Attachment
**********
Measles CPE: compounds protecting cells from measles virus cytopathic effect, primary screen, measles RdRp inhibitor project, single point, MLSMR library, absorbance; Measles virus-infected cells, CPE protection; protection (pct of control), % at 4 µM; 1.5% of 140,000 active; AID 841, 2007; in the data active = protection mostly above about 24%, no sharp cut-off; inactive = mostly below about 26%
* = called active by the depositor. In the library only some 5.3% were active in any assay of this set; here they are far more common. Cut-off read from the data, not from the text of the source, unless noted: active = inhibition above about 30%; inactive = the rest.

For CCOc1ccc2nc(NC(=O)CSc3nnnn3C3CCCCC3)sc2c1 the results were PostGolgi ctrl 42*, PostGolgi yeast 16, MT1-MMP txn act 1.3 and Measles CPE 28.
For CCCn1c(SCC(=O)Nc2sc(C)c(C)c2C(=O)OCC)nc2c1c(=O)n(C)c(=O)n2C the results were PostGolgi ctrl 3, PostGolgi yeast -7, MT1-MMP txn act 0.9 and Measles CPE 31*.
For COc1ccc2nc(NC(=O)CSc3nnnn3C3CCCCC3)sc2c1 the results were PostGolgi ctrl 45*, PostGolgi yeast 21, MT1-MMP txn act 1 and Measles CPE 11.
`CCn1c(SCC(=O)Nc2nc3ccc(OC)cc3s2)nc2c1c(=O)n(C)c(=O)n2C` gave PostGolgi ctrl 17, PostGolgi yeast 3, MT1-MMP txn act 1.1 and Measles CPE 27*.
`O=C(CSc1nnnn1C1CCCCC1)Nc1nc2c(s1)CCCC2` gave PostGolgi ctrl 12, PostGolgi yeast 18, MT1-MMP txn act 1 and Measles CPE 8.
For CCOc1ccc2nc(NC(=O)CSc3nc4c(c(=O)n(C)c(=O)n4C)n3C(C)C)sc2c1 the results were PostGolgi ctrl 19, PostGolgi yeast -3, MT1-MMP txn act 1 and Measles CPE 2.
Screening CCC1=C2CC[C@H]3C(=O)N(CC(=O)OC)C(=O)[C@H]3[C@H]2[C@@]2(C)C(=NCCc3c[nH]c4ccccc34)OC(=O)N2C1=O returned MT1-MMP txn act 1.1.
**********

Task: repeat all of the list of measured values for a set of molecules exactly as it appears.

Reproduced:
Measles CPE: compounds protecting cells from measles virus cytopathic effect, primary screen, measles RdRp inhibitor project, single point, MLSMR library, absorbance; Measles virus-infected cells, CPE protection; protection (pct of control), % at 4 µM; 1.5% of 140,000 active; AID 841, 2007; in the data active = protection mostly above about 24%, no sharp cut-off; inactive = mostly below about 26%
* = called active by the depositor. In the library only some 5.3% were active in any assay of this set; here they are far more common. Cut-off read from the data, not from the text of the source, unless noted: active = inhibition above about 30%; inactive = the rest.

For CCOc1ccc2nc(NC(=O)CSc3nnnn3C3CCCCC3)sc2c1 the results were PostGolgi ctrl 42*, PostGolgi yeast 16, MT1-MMP txn act 1.3 and Measles CPE 28.
For CCCn1c(SCC(=O)Nc2sc(C)c(C)c2C(=O)OCC)nc2c1c(=O)n(C)c(=O)n2C the results were PostGolgi ctrl 3, PostGolgi yeast -7, MT1-MMP txn act 0.9 and Measles CPE 31*.
For COc1ccc2nc(NC(=O)CSc3nnnn3C3CCCCC3)sc2c1 the results were PostGolgi ctrl 45*, PostGolgi yeast 21, MT1-MMP txn act 1 and Measles CPE 11.
`CCn1c(SCC(=O)Nc2nc3ccc(OC)cc3s2)nc2c1c(=O)n(C)c(=O)n2C` gave PostGolgi ctrl 17, PostGolgi yeast 3, MT1-MMP txn act 1.1 and Measles CPE 27*.
`O=C(CSc1nnnn1C1CCCCC1)Nc1nc2c(s1)CCCC2` gave PostGolgi ctrl 12, PostGolgi yeast 18, MT1-MMP txn act 1 and Measles CPE 8.
For CCOc1ccc2nc(NC(=O)CSc3nc4c(c(=O)n(C)c(=O)n4C)n3C(C)C)sc2c1 the results were PostGolgi ctrl 19, PostGolgi yeast -3, MT1-MMP txn act 1 and Measles CPE 2.
Screening CCC1=C2CC[C@H]3C(=O)N(CC(=O)OC)C(=O)[C@H]3[C@H]2[C@@]2(C)C(=NCCc3c[nH]c4ccccc34)OC(=O)N2C1=O returned MT1-MMP txn act 1.1.